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NEWARK PRIORY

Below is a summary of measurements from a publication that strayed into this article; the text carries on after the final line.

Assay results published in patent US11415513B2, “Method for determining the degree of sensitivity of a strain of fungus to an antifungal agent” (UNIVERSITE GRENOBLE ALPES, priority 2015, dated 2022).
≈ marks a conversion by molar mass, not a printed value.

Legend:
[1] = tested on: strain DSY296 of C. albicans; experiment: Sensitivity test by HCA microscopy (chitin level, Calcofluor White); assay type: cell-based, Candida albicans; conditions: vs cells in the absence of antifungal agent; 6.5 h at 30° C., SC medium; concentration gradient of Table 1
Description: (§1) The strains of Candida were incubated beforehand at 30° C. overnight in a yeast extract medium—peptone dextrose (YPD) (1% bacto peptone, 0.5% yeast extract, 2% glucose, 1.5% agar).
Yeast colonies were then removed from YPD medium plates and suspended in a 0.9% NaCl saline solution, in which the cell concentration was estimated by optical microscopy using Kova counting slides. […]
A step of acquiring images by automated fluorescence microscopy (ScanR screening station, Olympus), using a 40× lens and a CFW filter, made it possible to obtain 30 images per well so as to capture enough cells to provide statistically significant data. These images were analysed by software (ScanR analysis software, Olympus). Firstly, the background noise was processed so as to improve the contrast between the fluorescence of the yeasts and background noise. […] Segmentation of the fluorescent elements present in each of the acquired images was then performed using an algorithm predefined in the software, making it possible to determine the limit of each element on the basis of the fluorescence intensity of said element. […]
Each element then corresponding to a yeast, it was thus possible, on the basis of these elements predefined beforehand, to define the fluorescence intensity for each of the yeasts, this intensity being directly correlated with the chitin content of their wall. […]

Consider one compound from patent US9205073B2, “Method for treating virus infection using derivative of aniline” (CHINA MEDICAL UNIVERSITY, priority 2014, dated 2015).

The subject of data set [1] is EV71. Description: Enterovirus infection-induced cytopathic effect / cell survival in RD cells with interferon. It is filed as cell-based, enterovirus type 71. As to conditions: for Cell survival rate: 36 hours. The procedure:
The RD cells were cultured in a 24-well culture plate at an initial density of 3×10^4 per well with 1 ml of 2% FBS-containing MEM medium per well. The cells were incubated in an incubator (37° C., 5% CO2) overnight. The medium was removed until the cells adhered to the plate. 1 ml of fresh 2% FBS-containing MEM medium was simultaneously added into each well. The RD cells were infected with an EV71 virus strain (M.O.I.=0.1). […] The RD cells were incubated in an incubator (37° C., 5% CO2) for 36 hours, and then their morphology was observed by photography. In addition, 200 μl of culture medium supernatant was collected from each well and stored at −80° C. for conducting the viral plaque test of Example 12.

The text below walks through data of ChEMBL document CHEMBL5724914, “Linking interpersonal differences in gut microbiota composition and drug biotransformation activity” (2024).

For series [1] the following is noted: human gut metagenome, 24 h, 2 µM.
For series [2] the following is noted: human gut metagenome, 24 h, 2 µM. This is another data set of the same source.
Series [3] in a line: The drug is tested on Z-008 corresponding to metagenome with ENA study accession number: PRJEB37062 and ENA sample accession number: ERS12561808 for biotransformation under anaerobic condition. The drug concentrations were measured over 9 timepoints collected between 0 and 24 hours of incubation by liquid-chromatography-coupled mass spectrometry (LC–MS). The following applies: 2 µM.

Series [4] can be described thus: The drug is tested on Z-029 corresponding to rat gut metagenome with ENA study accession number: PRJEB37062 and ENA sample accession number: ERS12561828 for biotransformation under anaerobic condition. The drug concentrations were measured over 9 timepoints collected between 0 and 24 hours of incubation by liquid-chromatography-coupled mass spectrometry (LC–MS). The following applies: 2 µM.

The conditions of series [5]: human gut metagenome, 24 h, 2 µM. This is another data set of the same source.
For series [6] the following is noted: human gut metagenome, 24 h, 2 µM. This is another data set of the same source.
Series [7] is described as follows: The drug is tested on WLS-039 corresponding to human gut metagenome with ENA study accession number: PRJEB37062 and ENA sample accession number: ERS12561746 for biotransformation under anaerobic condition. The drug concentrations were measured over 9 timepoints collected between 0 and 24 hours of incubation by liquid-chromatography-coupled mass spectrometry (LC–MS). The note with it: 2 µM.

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The Augustinian Priory of St Thomas, which was probably founded in the reign of Henry I. It was originally the Priory of Aldbury in the parish of Send, but from the 13th century was called Newark Priory or the New Place Priory, Guildford. It was re-founded by Ruald de Calva in the reign of Richard I, according to its charter of confirmation of 1320. In 1262, the Priory held the churches of Woking with chapels at Horsell and Pyrford; Leigh; Send; St Martha's Guildford; Wanborough; Shipton; Weybridge; and Windlesham with its chapel. It was dissolved in 1538. The remains of Newark Priory comprise the South Transept to its full height but unroofed, the south wall of the passage to 2.4m above ground level, the north and south walls of the presbytery and choir to their full height and part of the north chapel to 1.5m. Excavations in 1928-9 recovered the full plan of the domestic buildings. The church was aisled with North and South transepts, and earlier chapels on both sides of the presbytery and to the East of the South transept. The claustral range contained the chapter house, frater, dorter, cellarers range, kitchen, parlour and reredorter. To the East of the South-East angle was the farmery. 50 feet West of the West side was an separate bell tower, and 500 feet West of the complex stood the gatehouse. There are no remains of the gatehouse and no other foundations are visible in the surrounding field.

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